If you are looking for a great new book, then consider a French novel, one you can read in either French or English. Books that have won the Prix Goncourt (Goncourt Prize) are a good place to start.
The Most Prestigious
France is a famously literate country, the winner of more Nobel Prizes in Literature than any other. But when French authors aren’t fantasising about a Nobel, they dream of winning the Goncourt Prize, the most prestigious of France’s literary awards.
The Goncourt is the most important of the “Big Six,” with the others being the Prix Femina, the Prix Renaudot, the Prix Interallié, the Prix Médicis, and the Grand Prix of the French Academy. The Goncourt holds pride of place in the same way as the Booker Prize in the United Kingdom and the Pulitzer Prize in the United States; winning it gives sales such a boost that “it can make the author an instant millionaire.”
First awarded in 1903 for “the best and most imaginative prose work of the year,” the Goncourt Prize is awarded to each year’s top novel. Other awards are given for poetry, biography, short story, and first novel. There is also an award voted on by thousands of high school students, from among a dozen novels selected by the Goncourt Academy.
The winners are chosen by the 10 members of the Goncourt Academy, a group of highly-respected French writers. While their deliberations are shrouded in secrecy, it is known that they meet monthly over a meal in a special oval-shaped room at the Drouant Restaurant in Paris. And they even have special silverware! As members retire from the Academy, their silverware is passed down to the person who replaces them, with the names of each engraved on the handles.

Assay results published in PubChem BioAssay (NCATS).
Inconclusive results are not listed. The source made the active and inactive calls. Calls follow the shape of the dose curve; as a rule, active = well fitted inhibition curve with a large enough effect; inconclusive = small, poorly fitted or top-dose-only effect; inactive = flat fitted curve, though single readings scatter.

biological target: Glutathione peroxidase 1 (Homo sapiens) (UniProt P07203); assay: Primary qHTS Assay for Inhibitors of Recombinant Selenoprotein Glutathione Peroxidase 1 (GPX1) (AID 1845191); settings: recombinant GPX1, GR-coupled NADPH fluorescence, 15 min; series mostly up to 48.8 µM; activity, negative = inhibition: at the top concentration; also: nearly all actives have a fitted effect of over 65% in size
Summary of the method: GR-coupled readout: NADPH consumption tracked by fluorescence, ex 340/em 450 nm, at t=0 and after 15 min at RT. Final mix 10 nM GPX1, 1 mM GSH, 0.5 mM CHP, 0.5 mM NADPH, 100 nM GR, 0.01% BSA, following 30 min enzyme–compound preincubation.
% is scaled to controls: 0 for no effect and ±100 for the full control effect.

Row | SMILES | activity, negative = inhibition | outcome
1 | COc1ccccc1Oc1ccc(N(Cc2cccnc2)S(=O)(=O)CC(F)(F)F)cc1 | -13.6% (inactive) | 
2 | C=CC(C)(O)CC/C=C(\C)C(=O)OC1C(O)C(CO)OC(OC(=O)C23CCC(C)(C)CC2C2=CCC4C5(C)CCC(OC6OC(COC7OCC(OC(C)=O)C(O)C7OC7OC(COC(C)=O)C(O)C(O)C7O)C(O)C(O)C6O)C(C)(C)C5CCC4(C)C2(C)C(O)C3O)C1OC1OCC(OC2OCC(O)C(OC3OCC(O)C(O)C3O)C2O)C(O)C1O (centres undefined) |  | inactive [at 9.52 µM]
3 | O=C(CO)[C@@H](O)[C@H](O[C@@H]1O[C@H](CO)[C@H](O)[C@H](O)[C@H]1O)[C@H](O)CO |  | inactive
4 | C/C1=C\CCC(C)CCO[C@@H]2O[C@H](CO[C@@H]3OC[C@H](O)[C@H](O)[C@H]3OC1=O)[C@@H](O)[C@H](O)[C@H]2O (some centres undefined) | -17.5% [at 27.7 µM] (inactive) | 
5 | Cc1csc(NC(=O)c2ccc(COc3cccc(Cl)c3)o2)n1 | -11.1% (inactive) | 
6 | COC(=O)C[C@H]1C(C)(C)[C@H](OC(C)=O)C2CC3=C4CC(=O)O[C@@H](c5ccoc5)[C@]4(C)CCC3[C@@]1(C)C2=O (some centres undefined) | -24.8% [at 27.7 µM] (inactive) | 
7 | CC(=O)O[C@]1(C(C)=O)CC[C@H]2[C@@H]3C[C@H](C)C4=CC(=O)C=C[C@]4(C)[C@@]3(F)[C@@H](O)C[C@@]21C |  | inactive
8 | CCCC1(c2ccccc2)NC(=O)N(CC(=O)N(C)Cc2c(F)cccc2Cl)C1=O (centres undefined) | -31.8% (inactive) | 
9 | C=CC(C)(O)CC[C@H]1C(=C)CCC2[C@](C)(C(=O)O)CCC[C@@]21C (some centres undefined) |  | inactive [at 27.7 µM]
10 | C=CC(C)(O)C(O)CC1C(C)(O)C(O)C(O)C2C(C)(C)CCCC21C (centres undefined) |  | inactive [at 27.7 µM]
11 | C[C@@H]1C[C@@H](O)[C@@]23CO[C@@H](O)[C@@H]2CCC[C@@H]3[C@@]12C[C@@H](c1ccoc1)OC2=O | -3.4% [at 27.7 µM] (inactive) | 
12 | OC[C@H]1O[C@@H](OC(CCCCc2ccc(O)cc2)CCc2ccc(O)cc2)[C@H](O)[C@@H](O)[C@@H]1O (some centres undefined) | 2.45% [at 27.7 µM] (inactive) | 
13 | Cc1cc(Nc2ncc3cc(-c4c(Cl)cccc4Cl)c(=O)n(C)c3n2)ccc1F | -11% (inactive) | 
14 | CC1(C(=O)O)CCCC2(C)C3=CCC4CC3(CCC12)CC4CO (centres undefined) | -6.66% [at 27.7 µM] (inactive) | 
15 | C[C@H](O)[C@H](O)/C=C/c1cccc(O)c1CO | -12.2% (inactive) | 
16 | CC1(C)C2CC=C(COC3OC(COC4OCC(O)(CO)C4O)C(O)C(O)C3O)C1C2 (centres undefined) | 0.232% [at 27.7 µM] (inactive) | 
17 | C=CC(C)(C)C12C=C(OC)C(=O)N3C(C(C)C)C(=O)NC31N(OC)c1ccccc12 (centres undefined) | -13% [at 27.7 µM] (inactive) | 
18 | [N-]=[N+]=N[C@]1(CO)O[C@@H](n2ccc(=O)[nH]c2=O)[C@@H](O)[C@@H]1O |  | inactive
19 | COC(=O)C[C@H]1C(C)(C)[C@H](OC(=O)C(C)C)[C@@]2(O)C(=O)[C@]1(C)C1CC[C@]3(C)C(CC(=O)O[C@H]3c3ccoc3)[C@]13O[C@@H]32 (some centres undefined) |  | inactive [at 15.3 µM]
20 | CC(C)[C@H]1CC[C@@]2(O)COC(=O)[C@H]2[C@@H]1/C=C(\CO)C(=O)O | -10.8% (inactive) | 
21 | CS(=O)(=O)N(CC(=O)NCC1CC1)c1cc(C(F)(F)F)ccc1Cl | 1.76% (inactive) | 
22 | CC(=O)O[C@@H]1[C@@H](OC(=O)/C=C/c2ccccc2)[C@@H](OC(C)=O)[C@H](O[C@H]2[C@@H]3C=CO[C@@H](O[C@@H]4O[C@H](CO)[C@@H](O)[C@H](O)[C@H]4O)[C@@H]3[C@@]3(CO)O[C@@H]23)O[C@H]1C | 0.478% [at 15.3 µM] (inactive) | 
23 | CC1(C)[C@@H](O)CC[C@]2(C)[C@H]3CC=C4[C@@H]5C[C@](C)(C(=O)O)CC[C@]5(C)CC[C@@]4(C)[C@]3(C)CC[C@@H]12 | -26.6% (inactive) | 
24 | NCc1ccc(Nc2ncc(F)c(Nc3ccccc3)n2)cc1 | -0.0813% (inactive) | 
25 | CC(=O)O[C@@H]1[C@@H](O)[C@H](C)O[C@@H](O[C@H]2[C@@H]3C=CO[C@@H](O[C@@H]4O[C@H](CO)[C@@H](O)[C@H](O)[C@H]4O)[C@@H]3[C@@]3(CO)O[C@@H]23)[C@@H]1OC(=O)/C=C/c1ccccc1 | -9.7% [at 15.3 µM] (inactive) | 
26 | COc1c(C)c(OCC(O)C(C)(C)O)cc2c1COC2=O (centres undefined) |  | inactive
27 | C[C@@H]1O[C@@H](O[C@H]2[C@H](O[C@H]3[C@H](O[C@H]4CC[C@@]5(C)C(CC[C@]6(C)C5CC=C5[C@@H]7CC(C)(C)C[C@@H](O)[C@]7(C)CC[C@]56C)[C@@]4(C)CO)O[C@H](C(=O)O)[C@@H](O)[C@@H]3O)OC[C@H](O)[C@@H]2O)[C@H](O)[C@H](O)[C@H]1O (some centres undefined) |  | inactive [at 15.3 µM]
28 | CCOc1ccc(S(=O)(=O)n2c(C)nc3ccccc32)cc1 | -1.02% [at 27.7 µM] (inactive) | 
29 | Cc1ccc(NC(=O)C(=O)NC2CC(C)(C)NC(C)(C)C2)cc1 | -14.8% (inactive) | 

Any good award needs a few controversies, and the Goncourt has had its share—starting with the fact that 90 percent of its winners have been men. No Colette? No Yourcenar? Sadly, these great authors are missing.
And they are not alone. While the list of winners includes some of the most important names in modern French literature, like Proust, de Beauvoir, and Modiano, the list of those missing is just as notable, including Camus, Sartre, and Céline.
Some suspect that horse trading among the members may be a reason for their spotty record. Members of the Academy hold their positions for decades—unlike the Pulitzer and Booker—making side deals possible. And they have been suspected of sometimes currying favour with the government, as when Vuillard’s The Order of the Day won in 2017. It did not go unnoticed that the book was published by Actes Sud, whose CEO had recently been named France’s Minister of Culture.
And the august members of the Goncourt Academy can sometimes be hoodwinked. Authors are only allowed to win the Goncourt once, but Romain Gary decided to try a second time. He created the false identity of Émile Ajar, with his cousin playing the role of the “reclusive” author, and won again. The truth was only discovered after Gary’s death.
Finding the Perfect Read
Most of the winners of the Goncourt Prize have been translated into English and make for a great introduction to modern French literature. Some have even become movies, like 2016 winner The Perfect Nanny, or 1975’s The Life Ahead, recently made into a Netflix film starring Sophia Loren.